.
http://assets-s3.rollingstone.com/assets/images/album_review/e63e760c5339f1b3fe65f82eed933d2b2cf846df.jpg The Last Tour on Earth

Marilyn Manson

The Last Tour on Earth

Nothing/Interscope
Rolling Stone: star rating
Community: star rating
5 3 0
November 16, 1999

The last twelve months haven't been easy for Marilyn Manson. His Rock Is Dead Tour fractured when Hole jumped ship amid rancor and sneers. It went on hiatus after its star sprained his ankle onstage, then derailed completely after Manson's oeuvre was nonsensically implicated in the Columbine shootings. The Last Tour on Earth re-creates that ill-fated roadshow by splicing together tracks recorded everywhere from Cedar Rapids, Iowa, to Grand Rapids, Michigan. The album lacks the immediacy of a one-stop concert, but it does capture Manson's inimitable talent for spectacle. His evangelist-meets-carny-barker spiels about Gawd, rawk and muthafuckin' cops are hilarious, and the sound quality is appropriately huge on lavish numbers such as "Antichrist Superstar," "The Dope Show" and the Bowie-esque "Great Big White World." This isn't exactly the MC5's Kick Out the Jams, and you don't get to see Manson bare his bottom, but it's still good, dirty fun.

prev
Album Review Main Next

ADD A COMMENT

Community Guidelines »
loading comments

loading comments...

COMMENTS

Sort by:
    Read More
    Around the Web
    Powered By ZergNet
    Daily Newsletter

    Get the latest RS news in your inbox.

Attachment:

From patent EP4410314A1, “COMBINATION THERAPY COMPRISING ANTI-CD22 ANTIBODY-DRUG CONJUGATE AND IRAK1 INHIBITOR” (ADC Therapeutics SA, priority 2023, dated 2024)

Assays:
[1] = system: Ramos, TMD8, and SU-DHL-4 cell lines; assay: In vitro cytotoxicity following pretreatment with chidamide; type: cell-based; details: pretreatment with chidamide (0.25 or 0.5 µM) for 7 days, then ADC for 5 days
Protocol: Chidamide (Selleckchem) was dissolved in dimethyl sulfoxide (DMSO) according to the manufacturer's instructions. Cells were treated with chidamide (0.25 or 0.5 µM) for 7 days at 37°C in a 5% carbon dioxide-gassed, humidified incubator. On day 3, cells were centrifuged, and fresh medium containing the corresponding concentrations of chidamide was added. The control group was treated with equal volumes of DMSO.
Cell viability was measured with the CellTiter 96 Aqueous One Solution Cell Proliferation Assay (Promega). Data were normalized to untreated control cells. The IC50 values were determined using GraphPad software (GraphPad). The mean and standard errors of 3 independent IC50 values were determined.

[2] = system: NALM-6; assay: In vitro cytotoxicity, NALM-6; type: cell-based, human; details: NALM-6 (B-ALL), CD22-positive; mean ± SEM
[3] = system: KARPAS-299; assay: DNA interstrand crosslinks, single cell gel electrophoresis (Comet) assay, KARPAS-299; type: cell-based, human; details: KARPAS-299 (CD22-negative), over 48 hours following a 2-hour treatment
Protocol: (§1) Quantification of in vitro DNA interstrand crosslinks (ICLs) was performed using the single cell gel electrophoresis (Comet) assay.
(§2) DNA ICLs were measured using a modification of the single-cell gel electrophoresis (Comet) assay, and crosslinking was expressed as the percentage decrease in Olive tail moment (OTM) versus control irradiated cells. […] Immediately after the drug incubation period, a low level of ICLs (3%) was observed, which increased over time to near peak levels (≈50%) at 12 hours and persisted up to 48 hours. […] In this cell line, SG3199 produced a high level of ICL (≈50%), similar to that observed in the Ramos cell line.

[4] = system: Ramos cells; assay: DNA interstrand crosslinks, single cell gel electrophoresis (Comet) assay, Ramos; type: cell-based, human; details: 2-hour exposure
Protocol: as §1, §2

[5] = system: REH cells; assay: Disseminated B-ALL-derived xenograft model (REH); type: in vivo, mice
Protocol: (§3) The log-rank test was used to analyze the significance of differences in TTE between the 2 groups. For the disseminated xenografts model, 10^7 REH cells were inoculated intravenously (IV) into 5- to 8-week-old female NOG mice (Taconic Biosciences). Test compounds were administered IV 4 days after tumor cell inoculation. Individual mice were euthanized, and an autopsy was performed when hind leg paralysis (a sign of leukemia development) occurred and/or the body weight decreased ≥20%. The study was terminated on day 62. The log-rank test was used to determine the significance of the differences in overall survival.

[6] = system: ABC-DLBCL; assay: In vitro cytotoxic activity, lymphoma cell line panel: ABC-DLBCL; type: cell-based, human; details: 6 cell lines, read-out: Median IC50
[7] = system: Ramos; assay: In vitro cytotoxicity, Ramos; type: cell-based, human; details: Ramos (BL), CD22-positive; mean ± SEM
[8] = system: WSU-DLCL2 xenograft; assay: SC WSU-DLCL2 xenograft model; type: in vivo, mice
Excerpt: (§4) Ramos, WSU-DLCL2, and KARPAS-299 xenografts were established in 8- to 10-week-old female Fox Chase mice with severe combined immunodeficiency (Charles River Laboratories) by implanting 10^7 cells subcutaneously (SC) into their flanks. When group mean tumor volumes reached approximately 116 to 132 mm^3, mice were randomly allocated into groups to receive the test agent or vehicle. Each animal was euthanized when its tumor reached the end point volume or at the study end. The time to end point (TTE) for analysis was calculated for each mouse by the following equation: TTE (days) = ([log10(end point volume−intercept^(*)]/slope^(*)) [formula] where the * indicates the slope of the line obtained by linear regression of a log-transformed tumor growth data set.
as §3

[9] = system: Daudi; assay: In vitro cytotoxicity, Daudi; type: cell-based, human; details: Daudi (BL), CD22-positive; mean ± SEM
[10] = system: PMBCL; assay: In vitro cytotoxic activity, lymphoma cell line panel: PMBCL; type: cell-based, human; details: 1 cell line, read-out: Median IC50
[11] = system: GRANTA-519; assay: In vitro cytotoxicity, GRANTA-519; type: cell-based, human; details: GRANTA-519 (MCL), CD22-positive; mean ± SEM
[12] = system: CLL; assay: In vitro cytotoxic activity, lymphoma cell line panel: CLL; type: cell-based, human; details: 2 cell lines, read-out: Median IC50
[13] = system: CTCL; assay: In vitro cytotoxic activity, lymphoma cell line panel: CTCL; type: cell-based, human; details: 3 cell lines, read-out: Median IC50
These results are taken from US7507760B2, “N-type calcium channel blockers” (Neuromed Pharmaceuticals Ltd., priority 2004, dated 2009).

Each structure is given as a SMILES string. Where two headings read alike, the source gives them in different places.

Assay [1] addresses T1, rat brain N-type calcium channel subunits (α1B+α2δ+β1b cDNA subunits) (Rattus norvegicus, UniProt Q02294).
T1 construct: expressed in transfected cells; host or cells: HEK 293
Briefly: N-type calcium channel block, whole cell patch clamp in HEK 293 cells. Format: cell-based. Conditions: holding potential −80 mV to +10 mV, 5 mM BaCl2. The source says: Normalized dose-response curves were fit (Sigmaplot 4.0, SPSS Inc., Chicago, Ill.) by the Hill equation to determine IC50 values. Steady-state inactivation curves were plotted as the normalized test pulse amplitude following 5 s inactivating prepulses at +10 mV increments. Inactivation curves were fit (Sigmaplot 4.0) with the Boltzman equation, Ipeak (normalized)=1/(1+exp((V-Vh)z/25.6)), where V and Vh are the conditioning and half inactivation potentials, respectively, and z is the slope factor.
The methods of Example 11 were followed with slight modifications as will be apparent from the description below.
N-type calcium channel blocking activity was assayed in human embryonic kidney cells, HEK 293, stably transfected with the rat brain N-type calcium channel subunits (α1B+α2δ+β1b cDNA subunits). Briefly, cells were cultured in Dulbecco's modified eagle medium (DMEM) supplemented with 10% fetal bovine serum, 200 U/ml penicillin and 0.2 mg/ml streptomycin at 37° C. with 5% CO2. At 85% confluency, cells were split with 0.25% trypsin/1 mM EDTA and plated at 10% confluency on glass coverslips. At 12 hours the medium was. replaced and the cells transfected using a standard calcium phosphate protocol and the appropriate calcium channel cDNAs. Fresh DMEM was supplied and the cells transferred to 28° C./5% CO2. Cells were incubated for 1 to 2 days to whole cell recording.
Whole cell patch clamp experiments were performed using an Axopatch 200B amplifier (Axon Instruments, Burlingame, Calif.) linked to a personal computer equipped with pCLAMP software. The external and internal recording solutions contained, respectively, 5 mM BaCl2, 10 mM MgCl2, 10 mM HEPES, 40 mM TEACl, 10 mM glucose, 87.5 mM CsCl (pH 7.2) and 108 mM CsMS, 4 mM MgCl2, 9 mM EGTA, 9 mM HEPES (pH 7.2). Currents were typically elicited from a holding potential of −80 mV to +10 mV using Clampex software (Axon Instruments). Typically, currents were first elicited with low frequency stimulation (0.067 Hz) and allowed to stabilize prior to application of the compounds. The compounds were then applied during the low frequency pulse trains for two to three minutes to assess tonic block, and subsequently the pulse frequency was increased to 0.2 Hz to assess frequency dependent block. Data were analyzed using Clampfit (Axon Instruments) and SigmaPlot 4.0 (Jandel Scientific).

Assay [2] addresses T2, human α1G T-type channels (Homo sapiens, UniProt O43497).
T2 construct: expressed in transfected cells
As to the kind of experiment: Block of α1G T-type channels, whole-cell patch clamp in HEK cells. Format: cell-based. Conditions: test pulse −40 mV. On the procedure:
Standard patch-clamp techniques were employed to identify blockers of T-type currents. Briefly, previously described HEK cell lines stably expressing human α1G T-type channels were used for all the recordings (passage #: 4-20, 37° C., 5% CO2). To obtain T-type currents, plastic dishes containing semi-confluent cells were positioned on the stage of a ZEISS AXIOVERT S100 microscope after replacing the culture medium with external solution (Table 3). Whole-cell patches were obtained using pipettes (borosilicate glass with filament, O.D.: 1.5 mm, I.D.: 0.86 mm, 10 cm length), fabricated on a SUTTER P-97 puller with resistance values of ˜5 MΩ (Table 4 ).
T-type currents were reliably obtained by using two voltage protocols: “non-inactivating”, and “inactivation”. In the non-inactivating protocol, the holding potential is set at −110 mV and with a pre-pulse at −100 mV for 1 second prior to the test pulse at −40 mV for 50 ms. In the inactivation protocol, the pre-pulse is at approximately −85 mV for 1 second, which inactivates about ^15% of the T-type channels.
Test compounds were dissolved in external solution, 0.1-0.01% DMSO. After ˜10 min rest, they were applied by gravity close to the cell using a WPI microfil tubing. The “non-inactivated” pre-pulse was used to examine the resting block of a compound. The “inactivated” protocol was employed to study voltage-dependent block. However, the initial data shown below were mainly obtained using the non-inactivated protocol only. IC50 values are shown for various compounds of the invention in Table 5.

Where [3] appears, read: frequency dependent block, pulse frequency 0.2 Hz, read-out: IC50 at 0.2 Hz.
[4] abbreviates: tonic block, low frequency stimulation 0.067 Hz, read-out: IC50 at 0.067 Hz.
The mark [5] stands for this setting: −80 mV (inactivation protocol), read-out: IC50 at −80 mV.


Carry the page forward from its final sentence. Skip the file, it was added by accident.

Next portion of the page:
Sign up to receive the Rolling Stone newsletter and special offers from RS and its
    marketing partners.

    X

    We may use your e-mail address to send you the newsletter and offers that may interest you, on behalf of Rolling Stone and its partners. For more information please read our Privacy Policy.

    Song Stories

    “Try a Little Tenderness”

    Otis Redding | 1966

    This pop standard had been previously recorded by dozens of artists, including by Bing Crosby 33 years before Otis Redding, who usually wrote his own songs, cut it. It was actually Sam Cooke’s 1964 take, which Redding’s manager played for Otis, that inspired the initially reluctant singer to take on the song. Isaac Hayes, then working as Stax Records’ in-house producer, handled the arrangement, and Booker T. and the MG’s were the backing band. Redding’s soulful version begins quite slowly and tenderly itself before mounting into a rousing, almost religious “You’ve gotta hold her, squeeze her …” climax. “I did that damn song you told me to do,” Redding told his manager. “It’s a brand new song now.”

    More Song Stories entries »
    www.expandtheroom.com